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Classification. Taxonomy: the science of classification. Why do we classify organisms?. 1. Why Classify? To study the diversity of life To group organisms according to shared lines of evolutionary descent 2. Why are organisms given scientific names? Common names are misleading.

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Classification

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Classification

Taxonomy: the science of classification


Why do we classify organisms?

  • 1. Why Classify?

    • To study the diversity of life

    • To group organisms according to shared lines of evolutionary descent

      2. Why are organisms given scientific names?

    • Common names are misleading

silverfish

star fish

jellyfish

None of these animals are fish!


Why Scientists Assign Scientific Names to Organisms?

  • Some organisms have several common names

  • This cat is commonly known as:

    • Florida panther

    • Mountain lion

    • Puma

    • Cougar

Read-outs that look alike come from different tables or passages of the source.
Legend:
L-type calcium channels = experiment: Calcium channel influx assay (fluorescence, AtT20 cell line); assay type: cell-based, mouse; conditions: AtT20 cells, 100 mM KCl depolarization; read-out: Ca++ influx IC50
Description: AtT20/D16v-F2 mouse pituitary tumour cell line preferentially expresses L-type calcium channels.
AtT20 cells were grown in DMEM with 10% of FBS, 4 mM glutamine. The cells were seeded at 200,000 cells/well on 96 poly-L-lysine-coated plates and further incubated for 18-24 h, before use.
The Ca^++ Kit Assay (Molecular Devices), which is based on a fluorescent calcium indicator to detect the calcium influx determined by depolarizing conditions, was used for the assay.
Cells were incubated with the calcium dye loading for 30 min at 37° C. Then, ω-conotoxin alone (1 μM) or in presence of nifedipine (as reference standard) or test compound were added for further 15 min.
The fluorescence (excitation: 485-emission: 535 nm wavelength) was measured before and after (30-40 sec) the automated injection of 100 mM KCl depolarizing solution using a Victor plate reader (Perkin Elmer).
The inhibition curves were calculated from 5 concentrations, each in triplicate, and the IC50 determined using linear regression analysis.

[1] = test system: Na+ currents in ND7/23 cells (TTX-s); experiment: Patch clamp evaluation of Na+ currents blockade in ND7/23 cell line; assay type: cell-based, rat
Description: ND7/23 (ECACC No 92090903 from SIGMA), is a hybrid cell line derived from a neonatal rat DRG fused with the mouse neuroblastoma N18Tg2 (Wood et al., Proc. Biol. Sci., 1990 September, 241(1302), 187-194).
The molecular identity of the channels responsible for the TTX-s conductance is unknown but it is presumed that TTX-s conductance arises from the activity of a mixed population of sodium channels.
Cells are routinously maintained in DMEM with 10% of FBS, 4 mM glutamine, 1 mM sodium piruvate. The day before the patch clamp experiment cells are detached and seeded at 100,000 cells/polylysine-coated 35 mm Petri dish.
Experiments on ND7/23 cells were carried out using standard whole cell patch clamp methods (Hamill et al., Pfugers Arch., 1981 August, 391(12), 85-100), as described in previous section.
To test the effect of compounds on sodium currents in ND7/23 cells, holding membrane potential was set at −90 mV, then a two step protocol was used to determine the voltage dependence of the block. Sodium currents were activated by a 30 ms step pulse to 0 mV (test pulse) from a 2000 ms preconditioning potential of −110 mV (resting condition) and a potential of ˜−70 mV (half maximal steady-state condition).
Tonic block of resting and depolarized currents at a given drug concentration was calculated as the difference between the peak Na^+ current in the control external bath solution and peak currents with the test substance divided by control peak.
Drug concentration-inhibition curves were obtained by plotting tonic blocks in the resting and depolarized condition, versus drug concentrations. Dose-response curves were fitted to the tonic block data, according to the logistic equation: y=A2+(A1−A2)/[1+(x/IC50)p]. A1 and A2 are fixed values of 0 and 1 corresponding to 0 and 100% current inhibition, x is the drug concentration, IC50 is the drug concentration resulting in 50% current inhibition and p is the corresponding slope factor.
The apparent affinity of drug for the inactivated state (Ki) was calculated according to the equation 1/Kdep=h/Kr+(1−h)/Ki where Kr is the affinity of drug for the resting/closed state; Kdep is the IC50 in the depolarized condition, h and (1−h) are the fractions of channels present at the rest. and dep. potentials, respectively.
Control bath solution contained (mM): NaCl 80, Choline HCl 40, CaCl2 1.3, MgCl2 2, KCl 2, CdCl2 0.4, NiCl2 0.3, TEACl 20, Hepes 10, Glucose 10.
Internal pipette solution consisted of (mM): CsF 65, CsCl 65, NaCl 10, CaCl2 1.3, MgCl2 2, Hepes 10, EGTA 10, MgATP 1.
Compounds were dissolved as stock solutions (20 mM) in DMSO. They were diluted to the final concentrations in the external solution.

Scientific name: Felisconcolor

Scientific name means “coat of one color”


  • A frog species that appears to be the world's smallest has been discovered in Papua New Guinea by a US-based team.

  • The smallest vertebrates have, until now, been fish.


Binomial Nomenclature

  • Linnaeus developed the system, called Binomial Nomenclature, allowing scientists to give each organisms a universally accepted two-part name.

  • The first part of the name is the Genus. The second part of the name is the Species.

  • EX – “Homo sapiens” thinking man/ wise

    “Homo” is the Genus, “sapiens” is the species.


The 5 Rules of Nomenclature:

  • The Genus is a noun and is capitalized

  • The species is an adjective and is lowercase

  • If writing by hand underline each word separately

  • If typing the name italicize it

  • If used repeatedly first write it fully out, then you can abbreviate the Genus

    (Ex. H. sapiens)


  • Linnaeus’s System is Hierarchical

Kingdom

Most General

  • Which of the following contains all of the others?

    • Familyc. Class

    • Species d. Order

  • Based on their names, you know that the baboons Papio annubis and Papio cynocephalus do not belong to the same:

    • Familyc. Order

    • Genusd. Species

Phylum

Class

Order

Family

Genus

Most specific

King Philip came over for good sweets!